1. Cut out the fabric. Use the newly drafted pattern pieces to cut the following:

• From fabric: one skirt front, one skirt back on the fabric fold, two front waistbands, and two back waistbands. Transfer all markings from the skirt front pattern to the fabric.

• From interfacing: one front waistband. 2. Stitch the darts. a) Pin the darts from the right side of the skirt,

making sure all the registration marks are aligned. Press them all in the same direction, using a pressing ham to shape the curves. Baste across the top edge of each dart to secure it in place.

step 2a

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b) Use contrasting thread (and a topstitching needle if the thread is heavy) to edgestitch each dart close to the fold. Be sure to keep the registration marks aligned and stitch each dart as far as you like toward the side seam; backstitch so the stitching doesn’t come undone.

3. Assemble the back and waistband. With the right sides together

step 2b

and edges aligned, stitch one back waistband to the skirt back. Press the seam allowance toward the waistband.

waistband

Attach the waistband facing as shown on page 68, step 4. Press the bottom edge of the facing ½" to the wrong side. Pin the back waistband facing in place along the waistline seam so it encases all of the seam allowances inside the waistband. Edgestitch close to both the top and bottom waistband edges.

4. Insert the elastic. Measure your total waist circumference (on your body) and divide it in half. Subtract 1" and cut the elastic to this length. Attach a safety pin to one end of the elastic and use it to thread the elastic through the back waistband. Baste each end of the elastic to the side edges of the waistband; this will gather up the back of the skirt.

FA B R I C N OT E I made this skirt out of lightweight chambray fabric and used contrasting thread to really highlight the asymmetrical darts. Choose a lightweight fabric to avoid too much bulk along the back waistline.

seam pressed up

skir t

( ws)

step 3 Thread elastic through back casing

step 4

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145


5. Attach the front waistband. Fuse the interfacing to the wrong side of one of the front waistbands, following the manufacturer’s instructions.

With the right sides together and raw edges aligned, stitch the interfaced waistband to the skirt front. Press the seam allowance toward the waistband.

pressedunder edges

front waistband facing ( rs )

front waistband

Do not stitch front waistband facing in the seam

( rs)

aligned, stitch the skirt front to the back at the side seams. Do not sew through the front waistband facing.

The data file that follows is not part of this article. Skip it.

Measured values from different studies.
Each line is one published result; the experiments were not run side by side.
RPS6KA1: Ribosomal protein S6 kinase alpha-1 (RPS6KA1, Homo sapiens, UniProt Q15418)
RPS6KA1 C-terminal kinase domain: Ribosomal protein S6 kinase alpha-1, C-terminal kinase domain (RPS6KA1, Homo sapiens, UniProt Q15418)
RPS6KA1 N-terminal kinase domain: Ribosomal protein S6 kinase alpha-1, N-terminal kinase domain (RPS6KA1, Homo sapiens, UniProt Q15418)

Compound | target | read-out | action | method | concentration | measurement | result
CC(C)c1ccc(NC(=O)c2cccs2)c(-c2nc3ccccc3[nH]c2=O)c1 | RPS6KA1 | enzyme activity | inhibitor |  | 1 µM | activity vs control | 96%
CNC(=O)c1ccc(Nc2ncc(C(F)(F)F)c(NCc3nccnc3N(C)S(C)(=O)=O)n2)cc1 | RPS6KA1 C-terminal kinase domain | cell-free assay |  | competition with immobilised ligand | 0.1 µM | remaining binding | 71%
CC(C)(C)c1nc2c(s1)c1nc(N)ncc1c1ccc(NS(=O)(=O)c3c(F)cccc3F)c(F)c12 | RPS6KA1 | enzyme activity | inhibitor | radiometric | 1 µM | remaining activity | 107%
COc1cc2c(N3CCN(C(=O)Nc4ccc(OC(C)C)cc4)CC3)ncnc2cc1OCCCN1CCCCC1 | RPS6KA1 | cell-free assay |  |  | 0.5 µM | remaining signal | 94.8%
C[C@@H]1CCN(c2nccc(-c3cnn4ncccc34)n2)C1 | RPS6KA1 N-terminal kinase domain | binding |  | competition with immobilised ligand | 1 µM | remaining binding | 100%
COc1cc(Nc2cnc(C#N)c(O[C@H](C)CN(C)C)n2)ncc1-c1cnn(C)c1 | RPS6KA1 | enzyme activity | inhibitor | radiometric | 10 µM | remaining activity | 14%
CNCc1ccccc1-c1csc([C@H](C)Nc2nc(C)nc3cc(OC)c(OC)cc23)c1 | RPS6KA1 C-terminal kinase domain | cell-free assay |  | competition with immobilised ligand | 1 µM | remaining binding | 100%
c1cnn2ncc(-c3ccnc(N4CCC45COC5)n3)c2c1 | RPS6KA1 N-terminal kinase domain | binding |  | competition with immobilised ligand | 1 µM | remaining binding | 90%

Sew side seams

step 6 Turn under front facing edges and topstitch in place

7. Finish the front waistband. Pin the front waistband facing in place, encasing all the seam allowances inside the waistband, including the side-seam allowances. Topstitch the front waistband in place close to the top, bottom, and side edges.

8. Hem the skirt. Press under the bottom edge in a 1" double-fold front waistband facing ( rs )

skir t front

( ws)

step 7

146

Press the bottom and sides of the waistband facing ½" to the wrong side.

6. Sew the side seams. With the right sides together and side edges

skir t back ( ws )

back

Pin the other front waistband (facing) to the front waistband with the right sides together and top edges aligned. Stitch along the top edge, starting and ending ½" from the sides. Press the seam allowance toward the facing and understitch it in place. (See page 68.)

sT raight skirts

( ws)

hem, then topstitch close to the inside fold.


Super Fly Skirt Design Variation: Fly Front with Belt Loops Fly-front zippers may look complicated, but don’t let them intimidate you. They’re actually very simple to sew with just a few extra steps. Drafting a fly front isn’t difficult either, making it possible for you to put together your own unique jeans-style skirt that can be dressed up or down for style and versatility.

147

A DVA N C E D S K I L L L E V E L

Friday


lower waistline

cut line for waistband

Draft the Pattern 1. Trace your straight skirt front and back slopers onto drafting paper, leaving space all around for design features and seam allowances. Use the directions on page 64 to change the pattern from two darts to one dart.

front

2. Adjust the waistline and make the waistband. Lower the waist-

line (see page 65). Draft three separate contoured waistband pieces with separate facings (see page 67): the left front, the right front, and the back (cut on the fabric fold). Use a curved ruler to smooth out the bend at the closed darts. This waistband is 1½" wide, but you can make it as wide as you want; just make sure the darts end above the waistline seam. To accommodate the fly-front opening, extend the right front waistband 1½" at the center front. Change the skirt length (page 70) as desired on both the front and back patterns. Draft a 3"-wide contrast band across the bottom edge of the skirt front and back.

line for contrasting band

center front right front waistband

close darts

3. Draft the pockets. a) The pockets require two pattern pieces: a

center front

step 2

lef t front waistband

Draw the pocket opening

center front

Draw the pocket bag

pocket facing and a pocket backing. Draw the pieces on the skirt front and then trace them and add seam allowances. The pocket opening can be straight, curved, or even a fun shape; it’s up to you. Draw the pocket shape on the skirt as deep as you want.

b) Once you are happy with the design, trace the shapes onto drafting paper as shown and add ½" seam allowance all around.